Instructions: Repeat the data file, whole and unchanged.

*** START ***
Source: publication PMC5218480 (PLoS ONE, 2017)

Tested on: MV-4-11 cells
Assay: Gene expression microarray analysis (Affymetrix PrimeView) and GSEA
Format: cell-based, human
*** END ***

Source: publication PMC5218480 (PLoS ONE, 2017)

Tested on: MV-4-11 cells
Assay: Gene expression microarray analysis (Affymetrix PrimeView) and GSEA
Format: cell-based, human